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Jailed Kazakh Activist Starts Hunger Strike After Early Release Cancelled

Kenzhebek Abishev (left) and Almat Zhumagulov appear in the court during their trial in Almaty in September 2018.

ALMATY, Kazakhstan -- Kenzhebek Abishev, who was jailed for being linked to a political movement founded by a fugitive tycoon, has launched a hunger strike after his early release on parole was cancelled at the last moment.

Kazakhstan's International Bureau for Human Rights and Rule of Law said on April 12 that Abishev started the hunger strike the previous day. It published a letter from the activist addressed to President Qasym-Zhomart Toqaev, urging him to intervene on his behalf.

In his letter, Abishev calls the cancellation of the court's decision to release him on parole in February and the case against him "illegal," adding that his medical conditions -- heart and respiratory problems -- had worsened due to the lack of proper medical treatment in prison.

"There is no sense for me to continue living, consuming food, and treat my illnesses. Do you want to kill me? Then kill me. I am tired of life," Abishev said in his letter to the president.

There have been no official statements regarding Abishev's hunger strike either by the Penitentiary Service or the Prosecutor-General's Office.

On February 1, a court in the southern city of Qapshaghai ruled that Abishev could be released on February 16, more than three years early, for good behavior while in prison, a procedure allowed by Kazakh law.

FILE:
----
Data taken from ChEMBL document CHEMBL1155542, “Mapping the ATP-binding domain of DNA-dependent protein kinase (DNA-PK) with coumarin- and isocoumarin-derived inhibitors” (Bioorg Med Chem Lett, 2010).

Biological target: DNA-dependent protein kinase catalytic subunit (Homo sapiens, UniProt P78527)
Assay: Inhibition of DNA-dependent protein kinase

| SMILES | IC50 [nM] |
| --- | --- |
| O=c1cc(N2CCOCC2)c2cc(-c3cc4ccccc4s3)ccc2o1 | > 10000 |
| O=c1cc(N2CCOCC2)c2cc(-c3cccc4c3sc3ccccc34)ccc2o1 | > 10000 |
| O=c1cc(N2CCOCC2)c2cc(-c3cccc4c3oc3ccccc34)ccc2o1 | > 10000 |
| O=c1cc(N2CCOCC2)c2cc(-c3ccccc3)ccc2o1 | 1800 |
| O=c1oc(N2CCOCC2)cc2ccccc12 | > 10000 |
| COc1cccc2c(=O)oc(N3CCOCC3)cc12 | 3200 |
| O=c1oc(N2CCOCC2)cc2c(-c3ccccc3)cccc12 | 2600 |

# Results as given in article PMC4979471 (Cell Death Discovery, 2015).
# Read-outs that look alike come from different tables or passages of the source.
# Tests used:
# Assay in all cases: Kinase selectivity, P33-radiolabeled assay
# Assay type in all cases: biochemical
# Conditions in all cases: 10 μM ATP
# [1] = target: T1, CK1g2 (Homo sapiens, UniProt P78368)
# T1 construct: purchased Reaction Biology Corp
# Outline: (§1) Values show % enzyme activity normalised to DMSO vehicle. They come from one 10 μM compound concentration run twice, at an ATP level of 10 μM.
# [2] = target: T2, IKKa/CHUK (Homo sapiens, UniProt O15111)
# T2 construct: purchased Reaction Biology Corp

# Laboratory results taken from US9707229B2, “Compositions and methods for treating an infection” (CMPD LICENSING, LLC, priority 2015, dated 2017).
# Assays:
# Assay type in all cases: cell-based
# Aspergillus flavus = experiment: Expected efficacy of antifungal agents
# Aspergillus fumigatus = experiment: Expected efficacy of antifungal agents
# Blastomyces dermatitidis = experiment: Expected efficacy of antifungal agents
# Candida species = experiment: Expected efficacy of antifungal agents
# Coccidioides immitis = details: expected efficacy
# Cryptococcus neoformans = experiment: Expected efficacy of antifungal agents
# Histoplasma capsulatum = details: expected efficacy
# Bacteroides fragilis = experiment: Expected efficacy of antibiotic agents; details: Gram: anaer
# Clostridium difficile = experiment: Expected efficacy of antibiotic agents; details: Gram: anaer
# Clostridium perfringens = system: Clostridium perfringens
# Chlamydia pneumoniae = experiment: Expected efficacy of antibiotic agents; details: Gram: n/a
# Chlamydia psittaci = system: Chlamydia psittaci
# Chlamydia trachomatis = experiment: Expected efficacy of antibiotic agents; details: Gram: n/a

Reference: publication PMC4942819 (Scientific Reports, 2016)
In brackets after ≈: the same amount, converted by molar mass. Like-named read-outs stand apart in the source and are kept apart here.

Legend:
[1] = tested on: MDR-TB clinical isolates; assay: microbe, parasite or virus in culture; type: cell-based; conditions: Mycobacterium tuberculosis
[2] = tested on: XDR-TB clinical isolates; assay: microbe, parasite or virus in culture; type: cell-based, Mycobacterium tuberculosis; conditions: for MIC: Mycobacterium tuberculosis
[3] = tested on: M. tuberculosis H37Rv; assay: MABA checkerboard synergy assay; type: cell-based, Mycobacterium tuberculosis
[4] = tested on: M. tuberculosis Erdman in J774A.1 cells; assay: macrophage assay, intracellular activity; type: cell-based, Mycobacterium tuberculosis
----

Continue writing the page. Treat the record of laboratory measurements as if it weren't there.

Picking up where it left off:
However, the Almaty regional prosecutor's office appealed the ruling at the very last moment, arguing that the 53-year-old activist's good behavior in custody was not enough for his release since he still had more than three years to serve.

The court then scrapped the move, leaving Abishev in prison.

Abishev was sentenced to seven years in prison in December 2018 after he and two other activists were found guilty of planning a "holy war" because they were spreading the ideas of the banned Democratic Choice of Kazakhstan (DVK) movement. His prison term was later cut by eight months.

Abishev, whom Kazakh rights groups have recognized as a political prisoner, pleaded not guilty, calling the case against him politically motivated.

The DVK was founded by Mukhtar Ablyazov, an outspoken critic of the government who has been living in France for several years.

Ablyazov has organized unsanctioned anti-government rallies in Kazakhstan via the Internet in recent years.

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